Yet, Yeshua was questioned about why His disciples did not fast when He was with them, as we read, “Then John’s disciples came to Him, saying, ‘Why do we and the Pharisees fast, but Your disciples do not fast?” And Yeshua said to them, ‘The guests of the bridegroom cannot mourn while the bridegroom is with them, can they? But the days will come when the bridegroom is taken away from them, and then they will fast” (Matt. 9:14-15).
As previously noted, fasting was often done when it appeared that the favor of God was absent, Israel was called to repentance, or in need of direction. Yet, the disciples did not fast when Yeshua was with them, why? The face of God was not hidden – it was right before them.
As Yeshua points out, it is easy for us to do something that is intended to draw us closer to God for the acknowledgements of men; but as we learn from these verses, Yeshua is revealing that fasting should be: 1) hidden and 2) holy. It should not be done to be seen by men, and it should be done through the prompting of the Holy Spirit. This eliminates regularity, and the potential for haughtiness in this holy act.
What should we do?
People often ask me about fasting, but the many health problems that people face today, fasting from food is not always advisable; but for those who can, there will be great fruit. The discipline of fasting can be rightly practiced by abstaining from any number of modern conveniences; and as Dr. William Lloyd-Jones once said, fasting from anything that requires “self-discipline is legitimate.”
Anything that we have to consciously abstain from can legitimately be used as the basis for a fast: food, Facebook, television, etc. Anything that will cause us to pause from what we are doing, turn of God, and recognize the honor that lay before us, can be used in fasting. We can fast for ourselves, or on behalf of others. The most important thing is that we are focusing this part of our lives, for a specific time, on the Lord.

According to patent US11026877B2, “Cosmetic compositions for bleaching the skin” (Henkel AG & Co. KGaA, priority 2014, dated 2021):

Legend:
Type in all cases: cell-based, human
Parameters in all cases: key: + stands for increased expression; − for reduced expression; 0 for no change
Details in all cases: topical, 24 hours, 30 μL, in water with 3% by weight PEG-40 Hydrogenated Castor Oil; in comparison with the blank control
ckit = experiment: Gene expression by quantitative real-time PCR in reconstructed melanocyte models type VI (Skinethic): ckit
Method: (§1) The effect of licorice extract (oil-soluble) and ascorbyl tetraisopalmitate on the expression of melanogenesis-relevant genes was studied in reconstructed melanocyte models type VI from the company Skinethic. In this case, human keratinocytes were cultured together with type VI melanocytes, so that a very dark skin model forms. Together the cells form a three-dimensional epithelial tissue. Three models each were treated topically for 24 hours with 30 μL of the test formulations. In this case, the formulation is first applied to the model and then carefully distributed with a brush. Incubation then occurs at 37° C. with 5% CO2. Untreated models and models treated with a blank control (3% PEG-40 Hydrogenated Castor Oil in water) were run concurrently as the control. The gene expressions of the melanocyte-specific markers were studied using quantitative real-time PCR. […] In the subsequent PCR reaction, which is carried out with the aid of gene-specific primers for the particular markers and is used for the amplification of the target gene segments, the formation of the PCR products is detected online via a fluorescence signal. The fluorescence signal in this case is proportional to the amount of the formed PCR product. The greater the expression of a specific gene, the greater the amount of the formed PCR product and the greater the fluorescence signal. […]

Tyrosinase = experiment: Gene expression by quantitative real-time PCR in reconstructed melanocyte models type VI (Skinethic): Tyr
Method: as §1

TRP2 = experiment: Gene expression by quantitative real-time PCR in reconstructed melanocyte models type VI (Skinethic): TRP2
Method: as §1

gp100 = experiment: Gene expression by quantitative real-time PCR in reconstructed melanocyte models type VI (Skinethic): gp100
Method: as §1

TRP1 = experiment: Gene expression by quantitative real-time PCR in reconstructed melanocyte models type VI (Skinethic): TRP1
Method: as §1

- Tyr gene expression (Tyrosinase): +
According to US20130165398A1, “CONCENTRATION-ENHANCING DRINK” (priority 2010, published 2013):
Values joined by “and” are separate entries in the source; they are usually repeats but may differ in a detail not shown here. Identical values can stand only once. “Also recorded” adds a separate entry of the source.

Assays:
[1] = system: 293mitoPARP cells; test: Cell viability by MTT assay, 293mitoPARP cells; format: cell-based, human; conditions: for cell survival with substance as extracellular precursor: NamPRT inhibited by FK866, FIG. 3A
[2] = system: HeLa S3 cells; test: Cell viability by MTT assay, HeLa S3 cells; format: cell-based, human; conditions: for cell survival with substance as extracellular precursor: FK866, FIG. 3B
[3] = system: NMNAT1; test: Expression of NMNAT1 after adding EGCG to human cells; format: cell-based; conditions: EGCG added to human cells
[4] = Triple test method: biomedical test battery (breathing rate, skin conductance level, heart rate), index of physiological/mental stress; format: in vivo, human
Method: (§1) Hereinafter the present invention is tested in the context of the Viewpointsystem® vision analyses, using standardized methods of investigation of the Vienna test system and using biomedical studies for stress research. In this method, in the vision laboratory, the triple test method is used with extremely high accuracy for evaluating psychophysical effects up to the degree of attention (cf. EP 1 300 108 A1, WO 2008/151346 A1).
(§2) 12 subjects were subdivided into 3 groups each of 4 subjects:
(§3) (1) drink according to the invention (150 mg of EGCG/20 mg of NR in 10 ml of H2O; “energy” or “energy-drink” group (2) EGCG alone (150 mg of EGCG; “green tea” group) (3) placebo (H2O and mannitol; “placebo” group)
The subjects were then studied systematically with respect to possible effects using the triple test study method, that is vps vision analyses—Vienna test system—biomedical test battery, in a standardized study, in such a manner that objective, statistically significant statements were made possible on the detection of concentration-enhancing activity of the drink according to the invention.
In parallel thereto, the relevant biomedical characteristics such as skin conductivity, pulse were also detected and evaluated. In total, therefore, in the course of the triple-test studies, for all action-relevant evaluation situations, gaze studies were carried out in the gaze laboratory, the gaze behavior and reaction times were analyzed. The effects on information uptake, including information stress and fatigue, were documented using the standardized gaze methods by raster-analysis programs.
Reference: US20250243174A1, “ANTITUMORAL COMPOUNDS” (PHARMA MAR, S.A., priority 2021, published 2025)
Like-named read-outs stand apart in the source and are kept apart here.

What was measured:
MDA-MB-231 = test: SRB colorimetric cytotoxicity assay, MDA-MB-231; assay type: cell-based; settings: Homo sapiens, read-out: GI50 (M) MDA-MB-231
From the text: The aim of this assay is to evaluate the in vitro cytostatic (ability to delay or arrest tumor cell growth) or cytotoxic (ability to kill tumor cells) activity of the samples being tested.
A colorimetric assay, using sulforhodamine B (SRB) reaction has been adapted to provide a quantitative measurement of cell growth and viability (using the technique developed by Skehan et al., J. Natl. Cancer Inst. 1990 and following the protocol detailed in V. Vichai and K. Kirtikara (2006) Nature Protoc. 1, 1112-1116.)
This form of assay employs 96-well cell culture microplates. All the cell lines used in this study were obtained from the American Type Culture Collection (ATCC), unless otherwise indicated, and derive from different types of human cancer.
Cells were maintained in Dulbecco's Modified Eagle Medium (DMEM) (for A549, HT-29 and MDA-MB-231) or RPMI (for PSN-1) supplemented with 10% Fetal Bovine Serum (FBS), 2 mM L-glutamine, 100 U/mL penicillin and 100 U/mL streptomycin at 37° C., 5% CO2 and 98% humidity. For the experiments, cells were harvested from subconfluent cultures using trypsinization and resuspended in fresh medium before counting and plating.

Many years ago I did a weekly twenty-four hour fast. This was my practice for several years. It did not matter what might be scheduled for that day, the fast would not be interrupted. One day I was called by a local hobby farmer who owned sheep – never having seen a live sheep before buying the hobby farm – that I would tend to from time to time. It was getting late in the afternoon, and I was anxiously anticipating breaking my fast, when I was called to gather some escaped sheep with my dogs – at the time I raised and trained working Border Collies. Dogs in the truck, and off to the farm. The majority of the sheep were easy to work back to the barn, and with the dogs doing the running, I just stood, whistled, and opened the gate – but one lamb made for the hills, actually the brook that ran through the farm.
As we followed the lamb, nearly a half-mile up the road now, spooked by a passing car he ended up in the brook, reaching the middle before he froze in shock. As any shepherd will tell you, it is nearly impossible to “drive” one sheep anywhere. In this case, I had to go in the water, pull the lamb out, and carry him on my shoulders back to the farm. Did I mention that at some point it was cut by an old string of barbed wire? Needle and thread. At this point I had not eaten in more than 28 hours. After stitching the lamb, putting him back in with the flock, and heading home soaked, hungry, and covered in blood, I decided that it was time to stop this weekly practice.
Dear reader, fasting, like prayer, is a discipline that brings the messianic life into our present reality – either we are living the faith that we are claiming, or we are simply playing, pretending. From time to time, the discipline of fasting cause reveal wonderful spiritual treasure previously overlooked; or, in a time of great need, it can focus our heart and mind on the Lord.
While our body longs for food, our soul longs for God, as the psalmist writes, “As the deer longs for the water streams, so my soul longs for You, O God. My soul thirsts for God, for the living God. When shall I enter in to appear before God?” (Ps. 42:1-2).
Shalom. Be well.